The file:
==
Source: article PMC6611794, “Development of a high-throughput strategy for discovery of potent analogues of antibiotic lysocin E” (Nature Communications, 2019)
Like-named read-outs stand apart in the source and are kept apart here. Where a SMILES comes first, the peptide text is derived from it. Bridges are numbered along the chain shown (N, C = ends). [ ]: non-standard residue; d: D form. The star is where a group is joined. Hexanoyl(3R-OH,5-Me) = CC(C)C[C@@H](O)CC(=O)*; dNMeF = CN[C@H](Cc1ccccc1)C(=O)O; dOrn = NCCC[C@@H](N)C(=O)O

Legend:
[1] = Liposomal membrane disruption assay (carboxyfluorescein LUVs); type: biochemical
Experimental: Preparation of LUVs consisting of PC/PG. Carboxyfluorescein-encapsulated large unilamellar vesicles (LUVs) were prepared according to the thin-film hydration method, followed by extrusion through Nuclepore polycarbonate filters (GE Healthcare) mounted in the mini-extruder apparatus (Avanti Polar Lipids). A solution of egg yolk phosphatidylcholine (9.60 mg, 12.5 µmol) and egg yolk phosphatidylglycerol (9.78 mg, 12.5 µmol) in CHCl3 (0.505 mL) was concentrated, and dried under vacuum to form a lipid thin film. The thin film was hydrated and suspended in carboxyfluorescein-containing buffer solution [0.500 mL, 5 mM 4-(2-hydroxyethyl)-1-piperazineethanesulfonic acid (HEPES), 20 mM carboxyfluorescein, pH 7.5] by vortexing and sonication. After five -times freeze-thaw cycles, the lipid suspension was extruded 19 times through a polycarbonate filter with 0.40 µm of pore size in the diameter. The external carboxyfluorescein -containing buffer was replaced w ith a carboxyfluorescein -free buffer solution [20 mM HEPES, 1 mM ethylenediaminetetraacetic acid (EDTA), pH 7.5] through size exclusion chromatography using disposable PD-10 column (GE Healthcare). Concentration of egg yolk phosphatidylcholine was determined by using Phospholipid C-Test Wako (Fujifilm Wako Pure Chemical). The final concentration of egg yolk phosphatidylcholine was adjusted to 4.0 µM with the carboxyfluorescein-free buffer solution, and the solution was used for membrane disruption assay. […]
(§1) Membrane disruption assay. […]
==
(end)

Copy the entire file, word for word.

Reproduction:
Source: article PMC6611794, “Development of a high-throughput strategy for discovery of potent analogues of antibiotic lysocin E” (Nature Communications, 2019)
Like-named read-outs stand apart in the source and are kept apart here. Where a SMILES comes first, the peptide text is derived from it. Bridges are numbered along the chain shown (N, C = ends). [ ]: non-standard residue; d: D form. The star is where a group is joined. Hexanoyl(3R-OH,5-Me) = CC(C)C[C@@H](O)CC(=O)*; dNMeF = CN[C@H](Cc1ccccc1)C(=O)O; dOrn = NCCC[C@@H](N)C(=O)O

Legend:
[1] = Liposomal membrane disruption assay (carboxyfluorescein LUVs); type: biochemical
Experimental: Preparation of LUVs consisting of PC/PG. Carboxyfluorescein-encapsulated large unilamellar vesicles (LUVs) were prepared according to the thin-film hydration method, followed by extrusion through Nuclepore polycarbonate filters (GE Healthcare) mounted in the mini-extruder apparatus (Avanti Polar Lipids). A solution of egg yolk phosphatidylcholine (9.60 mg, 12.5 µmol) and egg yolk phosphatidylglycerol (9.78 mg, 12.5 µmol) in CHCl3 (0.505 mL) was concentrated, and dried under vacuum to form a lipid thin film. The thin film was hydrated and suspended in carboxyfluorescein-containing buffer solution [0.500 mL, 5 mM 4-(2-hydroxyethyl)-1-piperazineethanesulfonic acid (HEPES), 20 mM carboxyfluorescein, pH 7.5] by vortexing and sonication. After five -times freeze-thaw cycles, the lipid suspension was extruded 19 times through a polycarbonate filter with 0.40 µm of pore size in the diameter. The external carboxyfluorescein -containing buffer was replaced w ith a carboxyfluorescein -free buffer solution [20 mM HEPES, 1 mM ethylenediaminetetraacetic acid (EDTA), pH 7.5] through size exclusion chromatography using disposable PD-10 column (GE Healthcare). Concentration of egg yolk phosphatidylcholine was determined by using Phospholipid C-Test Wako (Fujifilm Wako Pure Chemical). The final concentration of egg yolk phosphatidylcholine was adjusted to 4.0 µM with the carboxyfluorescein-free buffer solution, and the solution was used for membrane disruption assay. […]
(§1) Membrane disruption assay. […]